Revisiting History Effects in Adverse-Pressure-Gradient Turbulent Boundary Layers

Revisiting History Effects in Adverse-Pressure-Gradient Turbulent Boundary Layers The goal of this study is to present a first step towards establishing criteria aimed at assessing whether a particular adverse-pressure-gradient (APG) turbulent boundary layer (TBL) can be considered well-behaved, i.e., whether it is independent of the inflow conditions and is exempt of numerical or experimental artifacts. To this end, we analyzed several high-quality datasets, including in-house numerical databases of APG TBLs developing over flat-plates and the suction side of a wing section, and five studies available in the literature. Due to the impact of the flow history on the particular state of the boundary layer, we developed three criteria of convergence to well-behaved conditions, to be used depending on the particular case under study. (i) In the first criterion, we develop empirical correlations defining the R e 𝜃 -evolution of the skin-friction coefficient and the shape factor in APG TBLs with constant values of the Clauser pressure-gradient parameter β = 1 and 2 (note that β = δ ∗/τ w dP e /dx, where δ ∗ is the displacement thickness, τ w the wall-shear stress and dP e /dx the streamwise pressure gradient). (ii) In the second one, we propose a predictive method to obtain the skin-friction curve corresponding to an APG TBL subjected to any streamwise evolution of β, based only on data from zero-pressure-gradient TBLs. (iii) The third method relies on the diagnostic-plot concept modified with the shape factor, which scales APG TBLs subjected to a wide range of pressure-gradient conditions. These three criteria allow to ensure the correct flow development of a particular TBL, and thus to separate history and pressure-gradient effects in the analysis. http://www.deepdyve.com/assets/images/DeepDyve-Logo-lg.png "Flow, Turbulence and Combustion" Springer Journals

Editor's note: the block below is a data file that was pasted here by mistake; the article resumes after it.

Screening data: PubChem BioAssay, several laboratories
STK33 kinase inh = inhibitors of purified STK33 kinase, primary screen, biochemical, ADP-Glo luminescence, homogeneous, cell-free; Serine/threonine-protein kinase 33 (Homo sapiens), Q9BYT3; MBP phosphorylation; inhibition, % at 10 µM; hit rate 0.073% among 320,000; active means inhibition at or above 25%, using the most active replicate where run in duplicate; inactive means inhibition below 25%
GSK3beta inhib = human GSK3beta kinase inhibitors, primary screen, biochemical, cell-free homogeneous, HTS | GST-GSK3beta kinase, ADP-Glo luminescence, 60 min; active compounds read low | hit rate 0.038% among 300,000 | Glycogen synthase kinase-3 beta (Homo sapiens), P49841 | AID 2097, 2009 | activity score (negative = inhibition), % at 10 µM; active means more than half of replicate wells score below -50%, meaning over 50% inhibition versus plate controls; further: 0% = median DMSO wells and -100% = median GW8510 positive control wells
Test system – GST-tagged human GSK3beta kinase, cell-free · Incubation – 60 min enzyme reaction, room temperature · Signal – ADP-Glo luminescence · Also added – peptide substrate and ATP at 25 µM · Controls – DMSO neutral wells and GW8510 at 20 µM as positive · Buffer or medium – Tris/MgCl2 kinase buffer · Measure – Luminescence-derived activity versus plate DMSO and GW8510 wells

Revisiting History Effects in Adverse-Pressure-Gradient Turbulent Boundary Layers

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Publisher
Springer Netherlands
Copyright
Copyright © 2017 by The Author(s)
Subject
Engineering; Engineering Fluid Dynamics; Fluid- and Aerodynamics; Engineering Thermodynamics, Heat and Mass Transfer; Automotive Engineering
ISSN
1386-6184
eISSN
1573-1987
D.O.I.
10.1007/s10494-017-9845-7
Publisher site
See Article on Publisher Site

Abstract

The goal of this study is to present a first step towards establishing criteria aimed at assessing whether a particular adverse-pressure-gradient (APG) turbulent boundary layer (TBL) can be considered well-behaved, i.e., whether it is independent of the inflow conditions and is exempt of numerical or experimental artifacts. To this end, we analyzed several high-quality datasets, including in-house numerical databases of APG TBLs developing over flat-plates and the suction side of a wing section, and five studies available in the literature. Due to the impact of the flow history on the particular state of the boundary layer, we developed three criteria of convergence to well-behaved conditions, to be used depending on the particular case under study. (i) In the first criterion, we develop empirical correlations defining the R e 𝜃 -evolution of the skin-friction coefficient and the shape factor in APG TBLs with constant values of the Clauser pressure-gradient parameter β = 1 and 2 (note that β = δ ∗/τ w dP e /dx, where δ ∗ is the displacement thickness, τ w the wall-shear stress and dP e /dx the streamwise pressure gradient). (ii) In the second one, we propose a predictive method to obtain the skin-friction curve corresponding to an APG TBL subjected to any streamwise evolution of β, based only on data from zero-pressure-gradient TBLs. (iii) The third method relies on the diagnostic-plot concept modified with the shape factor, which scales APG TBLs subjected to a wide range of pressure-gradient conditions. These three criteria allow to ensure the correct flow development of a particular TBL, and thus to separate history and pressure-gradient effects in the analysis.

Journal

"Flow, Turbulence and Combustion"Springer Journals

Published: Aug 25, 2017

References

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